(adsbygoogle = window.adsbygoogle || []).push({}); 1. The problem statement, all variables and given/known data

2. Relevant equations

The mark scheme is 2, 2, 3, 3

For a) ii), it's a sequence of integers up to the floor of n^{2}/2

3. The attempt at a solution

We haven't done growth rates of sequences, only of equations. a) i) looks like the growth rate would be 5^{n}, but I don't know how to show the calculation of that

a) ii) difference between the differences is one, so there's an n^{2}in the term equation. That's all I can figure out.. it seems a bit trivial but would I plug in n^{2}to the final term, getting a quartic growth? How would I explain this properly to answer the question?

b) i) f(n) > 0, and I get to the point of showing that the equations for n=3 and n=4 etc have x_{n}gives a sum of f and previous x_{n}values, making the result have a majority of positives ( f(n) >0 ) but I'm having trouble showing that this is true for all n, mathematically. I can't just say "as n continues, the value for x > 0 since it's a sum of f(n) values, which are all positive" after only writing the value of x_{3}and x_{4}. Also, I don't think this is true. I need to be able to show that this is a positively growing function. I don't know if the sequence of numbers in f(n) is increasing or decreasing either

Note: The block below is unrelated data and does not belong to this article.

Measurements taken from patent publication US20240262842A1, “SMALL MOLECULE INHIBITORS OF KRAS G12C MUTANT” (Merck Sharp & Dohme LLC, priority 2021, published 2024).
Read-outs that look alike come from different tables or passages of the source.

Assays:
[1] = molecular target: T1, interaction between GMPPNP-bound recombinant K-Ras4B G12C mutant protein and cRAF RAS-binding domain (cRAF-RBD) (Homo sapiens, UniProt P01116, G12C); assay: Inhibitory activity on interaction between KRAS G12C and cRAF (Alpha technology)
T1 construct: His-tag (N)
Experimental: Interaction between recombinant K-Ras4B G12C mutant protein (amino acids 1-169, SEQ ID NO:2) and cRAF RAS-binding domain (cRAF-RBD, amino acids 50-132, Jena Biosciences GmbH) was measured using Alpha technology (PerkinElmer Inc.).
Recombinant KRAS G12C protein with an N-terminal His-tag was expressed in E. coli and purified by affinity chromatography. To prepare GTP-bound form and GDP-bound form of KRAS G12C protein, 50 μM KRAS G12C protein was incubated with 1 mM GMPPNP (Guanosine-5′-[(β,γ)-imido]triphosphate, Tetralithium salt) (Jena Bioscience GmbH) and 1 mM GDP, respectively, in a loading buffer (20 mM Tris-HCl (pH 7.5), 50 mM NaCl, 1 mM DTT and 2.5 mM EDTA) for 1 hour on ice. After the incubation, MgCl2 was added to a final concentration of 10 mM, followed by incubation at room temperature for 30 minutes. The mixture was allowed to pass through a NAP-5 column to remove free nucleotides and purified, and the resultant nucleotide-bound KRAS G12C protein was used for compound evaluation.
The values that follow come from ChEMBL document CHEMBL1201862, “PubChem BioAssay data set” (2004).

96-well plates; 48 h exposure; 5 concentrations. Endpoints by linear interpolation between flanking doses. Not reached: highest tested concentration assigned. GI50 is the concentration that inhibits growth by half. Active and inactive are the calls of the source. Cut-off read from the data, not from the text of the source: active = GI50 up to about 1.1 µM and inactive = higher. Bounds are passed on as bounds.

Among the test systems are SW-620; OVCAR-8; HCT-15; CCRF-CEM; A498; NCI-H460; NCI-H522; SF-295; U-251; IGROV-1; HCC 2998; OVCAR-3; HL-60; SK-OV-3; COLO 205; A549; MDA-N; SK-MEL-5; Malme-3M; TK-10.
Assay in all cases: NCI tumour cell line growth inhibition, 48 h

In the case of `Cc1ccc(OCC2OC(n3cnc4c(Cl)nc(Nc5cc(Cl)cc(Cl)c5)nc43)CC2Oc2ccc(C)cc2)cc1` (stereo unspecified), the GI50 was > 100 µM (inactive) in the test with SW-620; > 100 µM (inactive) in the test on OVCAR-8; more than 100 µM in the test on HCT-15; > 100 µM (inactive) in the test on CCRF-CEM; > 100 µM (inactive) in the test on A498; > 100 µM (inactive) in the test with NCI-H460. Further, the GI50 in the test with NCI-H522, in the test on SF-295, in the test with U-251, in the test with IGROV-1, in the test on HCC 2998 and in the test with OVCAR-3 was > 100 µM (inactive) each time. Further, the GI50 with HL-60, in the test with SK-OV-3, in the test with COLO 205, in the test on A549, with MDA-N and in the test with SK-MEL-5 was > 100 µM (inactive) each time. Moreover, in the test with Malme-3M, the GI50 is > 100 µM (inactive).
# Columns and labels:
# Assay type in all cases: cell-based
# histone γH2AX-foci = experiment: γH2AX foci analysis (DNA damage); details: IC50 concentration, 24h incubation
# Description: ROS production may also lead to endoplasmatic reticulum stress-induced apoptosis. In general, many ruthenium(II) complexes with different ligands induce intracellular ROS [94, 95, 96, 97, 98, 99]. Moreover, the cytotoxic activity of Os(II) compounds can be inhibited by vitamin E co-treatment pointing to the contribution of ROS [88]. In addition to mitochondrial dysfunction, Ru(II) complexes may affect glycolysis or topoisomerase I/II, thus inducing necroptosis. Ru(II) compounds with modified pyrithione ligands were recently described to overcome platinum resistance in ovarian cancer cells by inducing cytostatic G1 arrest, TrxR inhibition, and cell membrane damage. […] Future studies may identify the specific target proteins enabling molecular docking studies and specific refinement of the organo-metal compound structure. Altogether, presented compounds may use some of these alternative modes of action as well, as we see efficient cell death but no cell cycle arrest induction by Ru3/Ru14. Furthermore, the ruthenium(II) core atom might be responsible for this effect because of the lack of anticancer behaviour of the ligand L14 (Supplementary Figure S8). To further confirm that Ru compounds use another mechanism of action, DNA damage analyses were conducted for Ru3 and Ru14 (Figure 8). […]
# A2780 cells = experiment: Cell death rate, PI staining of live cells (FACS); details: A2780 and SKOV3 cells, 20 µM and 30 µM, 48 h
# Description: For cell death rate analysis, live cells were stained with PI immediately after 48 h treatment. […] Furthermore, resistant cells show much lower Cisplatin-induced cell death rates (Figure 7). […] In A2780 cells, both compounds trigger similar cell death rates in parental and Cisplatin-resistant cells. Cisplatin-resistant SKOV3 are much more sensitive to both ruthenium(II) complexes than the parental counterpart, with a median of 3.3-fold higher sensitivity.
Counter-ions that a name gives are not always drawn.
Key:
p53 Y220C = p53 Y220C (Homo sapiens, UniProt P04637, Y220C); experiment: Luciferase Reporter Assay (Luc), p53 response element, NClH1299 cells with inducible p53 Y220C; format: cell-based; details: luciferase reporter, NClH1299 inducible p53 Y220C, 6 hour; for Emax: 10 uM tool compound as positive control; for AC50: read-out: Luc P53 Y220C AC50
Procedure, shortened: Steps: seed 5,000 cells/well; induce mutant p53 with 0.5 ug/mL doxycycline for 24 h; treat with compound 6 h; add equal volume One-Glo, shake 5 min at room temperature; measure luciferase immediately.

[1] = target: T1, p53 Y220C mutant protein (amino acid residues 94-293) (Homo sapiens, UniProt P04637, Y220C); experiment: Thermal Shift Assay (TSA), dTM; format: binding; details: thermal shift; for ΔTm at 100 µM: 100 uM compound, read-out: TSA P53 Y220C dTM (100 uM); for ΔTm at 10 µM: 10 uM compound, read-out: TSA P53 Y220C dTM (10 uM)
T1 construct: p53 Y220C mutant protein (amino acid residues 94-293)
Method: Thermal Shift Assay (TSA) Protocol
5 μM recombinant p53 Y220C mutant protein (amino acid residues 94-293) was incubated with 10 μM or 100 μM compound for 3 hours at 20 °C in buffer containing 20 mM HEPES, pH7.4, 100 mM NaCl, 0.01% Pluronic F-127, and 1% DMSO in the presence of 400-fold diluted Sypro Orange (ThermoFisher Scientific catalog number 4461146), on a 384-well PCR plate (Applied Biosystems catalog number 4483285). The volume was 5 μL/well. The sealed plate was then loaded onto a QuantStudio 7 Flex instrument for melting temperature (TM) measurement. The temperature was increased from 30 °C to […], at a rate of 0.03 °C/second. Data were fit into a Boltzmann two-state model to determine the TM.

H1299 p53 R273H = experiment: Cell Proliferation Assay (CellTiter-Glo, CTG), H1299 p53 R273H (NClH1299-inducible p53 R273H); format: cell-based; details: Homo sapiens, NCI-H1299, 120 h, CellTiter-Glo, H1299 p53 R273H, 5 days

b) ii) The function part is replaced by the root and the n5^{n}, and again, we haven't done growth rates of sequences in class, only of equations. Do I turn this into a explicit form of the sequence? We haven't worked with fractional powers, so I don't know how to approach this method either. Our classes are really unfair: metaphorically; they expect us to write essays only after knowing the alphabet, no grammar is taught.

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# Homework Help: Growth rates and induction

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